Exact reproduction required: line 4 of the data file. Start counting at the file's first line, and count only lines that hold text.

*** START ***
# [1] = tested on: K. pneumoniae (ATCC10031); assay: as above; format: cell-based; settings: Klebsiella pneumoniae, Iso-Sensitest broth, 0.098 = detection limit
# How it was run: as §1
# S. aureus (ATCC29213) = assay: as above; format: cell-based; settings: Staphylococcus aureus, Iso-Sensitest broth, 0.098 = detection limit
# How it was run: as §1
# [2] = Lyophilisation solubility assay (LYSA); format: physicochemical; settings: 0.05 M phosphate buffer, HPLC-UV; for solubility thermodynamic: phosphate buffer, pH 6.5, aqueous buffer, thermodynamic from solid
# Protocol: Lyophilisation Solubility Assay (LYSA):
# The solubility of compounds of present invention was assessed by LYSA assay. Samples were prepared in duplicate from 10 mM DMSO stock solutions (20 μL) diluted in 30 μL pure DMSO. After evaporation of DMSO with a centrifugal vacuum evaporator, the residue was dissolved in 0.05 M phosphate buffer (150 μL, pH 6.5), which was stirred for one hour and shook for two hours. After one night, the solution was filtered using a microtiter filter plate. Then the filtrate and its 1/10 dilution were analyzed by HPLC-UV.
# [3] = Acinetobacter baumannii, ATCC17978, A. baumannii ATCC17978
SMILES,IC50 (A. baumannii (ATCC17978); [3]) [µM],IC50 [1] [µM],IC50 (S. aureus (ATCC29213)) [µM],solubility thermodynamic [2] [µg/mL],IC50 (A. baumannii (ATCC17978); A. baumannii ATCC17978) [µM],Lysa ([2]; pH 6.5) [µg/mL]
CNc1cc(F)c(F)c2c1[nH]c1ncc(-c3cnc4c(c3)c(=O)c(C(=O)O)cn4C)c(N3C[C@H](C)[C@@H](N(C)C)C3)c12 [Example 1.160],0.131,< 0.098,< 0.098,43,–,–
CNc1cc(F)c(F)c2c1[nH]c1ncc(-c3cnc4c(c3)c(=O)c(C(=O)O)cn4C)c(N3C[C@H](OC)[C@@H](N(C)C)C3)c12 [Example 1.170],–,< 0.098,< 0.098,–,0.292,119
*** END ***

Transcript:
# How it was run: as §1